ALBUM: Marilyn Manson – Born Villain

Release Date: April 30th, 2012
Label: Cooking Vinyl


Over the past few years, notorious musician Marilyn Manson and what he once was appeared to have died. Once a man known for his controversial live performances and albums which would be both adored by his loyal fanbase and critically viewed by the media and concerned parents had become a thing of the past. His music had lost its fire in all aspects, resulting in 2007’s ‘Eat Me, Drink Me’ and 2009’s ‘The High End Of Low’ being his worst work to date which were mere shadows compared to any previous offering throughout his career.

It’d be fair to say that many had written him off as a has been, and even the news of new full-length ‘Born Villain’ had many waiting to see what atrocity he’d created this time around. Thankfully, ‘Born Villain’ is the sign of the god of fuck steering clear of becoming the god of fuck all. Though admittedly far from his best work, this album shows that there’s still some venom and bile in Manson, showing brief returns to various works in the past which made him so loved in the first place.

Opener ‘Hey, Cruel World…’ has a rather ‘Holywood’-esque feel to it, and ‘Overneath The Path Of Misery’ sounds like a track that didn’t quite make the final cut for ‘Antichrist Superstar’ and has been bastardised over the years to what it is today. The spoken word verses that drive ‘The Gardener’ bring that classic haunting chill only Manson can bring with his creaking door voice croaking its trademark style into the picture. First single proper ‘No Reflection’ can happily sit along the likes of ‘Fight Song’ and ‘The Dope Show’ as a staple setlist inclusion.

Easily the strongest moment on this record comes from ‘Murderers Are Getting Prettier Every Day’, a track that brings us Manson at the most pissed off we’ve seen him since ‘1996’. Chucking us right into the thick of it with an opening riff that sounds like ‘The Beautiful People’ whipped and abused since its creation, he delivers every scream and every lyric with full conviction, toxicity and aggression.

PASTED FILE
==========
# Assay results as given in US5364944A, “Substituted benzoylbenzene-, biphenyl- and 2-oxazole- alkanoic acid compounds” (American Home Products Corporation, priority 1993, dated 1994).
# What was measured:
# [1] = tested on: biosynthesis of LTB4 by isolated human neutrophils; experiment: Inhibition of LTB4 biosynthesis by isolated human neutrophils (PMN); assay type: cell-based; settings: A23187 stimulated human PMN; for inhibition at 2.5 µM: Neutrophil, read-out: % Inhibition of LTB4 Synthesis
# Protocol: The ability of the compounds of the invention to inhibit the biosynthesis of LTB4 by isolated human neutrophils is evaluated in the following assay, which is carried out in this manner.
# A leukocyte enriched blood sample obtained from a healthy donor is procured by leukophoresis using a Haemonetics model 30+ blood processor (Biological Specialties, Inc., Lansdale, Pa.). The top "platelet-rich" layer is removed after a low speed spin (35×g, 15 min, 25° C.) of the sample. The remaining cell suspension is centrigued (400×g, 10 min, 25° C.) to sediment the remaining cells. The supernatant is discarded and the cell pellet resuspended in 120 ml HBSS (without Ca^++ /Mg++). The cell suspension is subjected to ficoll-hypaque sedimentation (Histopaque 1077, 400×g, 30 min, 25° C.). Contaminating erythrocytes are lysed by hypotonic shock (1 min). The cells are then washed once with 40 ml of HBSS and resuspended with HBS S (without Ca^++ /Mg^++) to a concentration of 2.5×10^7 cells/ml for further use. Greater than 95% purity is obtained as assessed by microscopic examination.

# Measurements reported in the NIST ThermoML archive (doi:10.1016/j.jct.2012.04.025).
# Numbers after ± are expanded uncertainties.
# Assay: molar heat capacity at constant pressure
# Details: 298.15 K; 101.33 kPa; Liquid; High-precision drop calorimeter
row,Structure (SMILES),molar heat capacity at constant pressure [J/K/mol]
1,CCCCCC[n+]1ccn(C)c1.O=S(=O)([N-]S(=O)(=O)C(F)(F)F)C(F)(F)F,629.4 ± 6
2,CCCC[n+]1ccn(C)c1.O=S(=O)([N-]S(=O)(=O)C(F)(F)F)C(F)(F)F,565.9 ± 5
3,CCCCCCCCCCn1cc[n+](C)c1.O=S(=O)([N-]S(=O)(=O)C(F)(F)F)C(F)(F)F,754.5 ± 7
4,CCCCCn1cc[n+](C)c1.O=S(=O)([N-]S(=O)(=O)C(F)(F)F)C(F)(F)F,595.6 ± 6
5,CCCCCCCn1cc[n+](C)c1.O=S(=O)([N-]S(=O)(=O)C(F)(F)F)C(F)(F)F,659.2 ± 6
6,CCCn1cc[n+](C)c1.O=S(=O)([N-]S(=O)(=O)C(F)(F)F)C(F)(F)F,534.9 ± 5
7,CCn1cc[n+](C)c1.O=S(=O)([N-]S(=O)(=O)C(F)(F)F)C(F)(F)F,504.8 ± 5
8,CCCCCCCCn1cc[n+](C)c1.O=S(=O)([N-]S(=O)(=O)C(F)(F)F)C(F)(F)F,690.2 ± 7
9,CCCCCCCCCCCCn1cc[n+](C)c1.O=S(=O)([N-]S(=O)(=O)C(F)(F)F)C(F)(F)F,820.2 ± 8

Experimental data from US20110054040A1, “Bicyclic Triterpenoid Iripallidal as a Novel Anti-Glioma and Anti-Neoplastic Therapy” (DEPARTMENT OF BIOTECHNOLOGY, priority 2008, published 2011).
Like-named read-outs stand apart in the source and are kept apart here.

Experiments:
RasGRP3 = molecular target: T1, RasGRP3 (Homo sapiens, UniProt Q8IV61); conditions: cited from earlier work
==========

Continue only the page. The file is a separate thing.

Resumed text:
There are some blunders scattered here though. ‘Pistol Whipped’ is an irritating 4-minute long offering, ‘Slo-Mo-Tion’ sounds like the scraped up remains from the ‘Mechanical Animals’ session that they’ve tried to mould into something passable and ‘The Flowers Of Evil’ is best left avoided whenever possible. These tales of love are what made the tarnished relationship driven abominations of ‘Eat Me, Drink Me’ and ‘The High End Of Low’ so unenjoyable, and in future should be left untouched.

Still, each of ‘Born Villain’‘s highlights still aren’t a mark on the likes of ‘Antichrist Superstar’ or ‘Holywood’, but it’s good to see that Manson and Twiggy Ramirez are finally getting back into their stride after many dismissed their involvement in the music scene. This is the best Manson album in almost a decade. He may not have the same impact as his glory days, but Manson has finally adapted into his trade as it is today and once again doesn’t care what anyone else. This is where his essence lies.

Written by Zach Redrup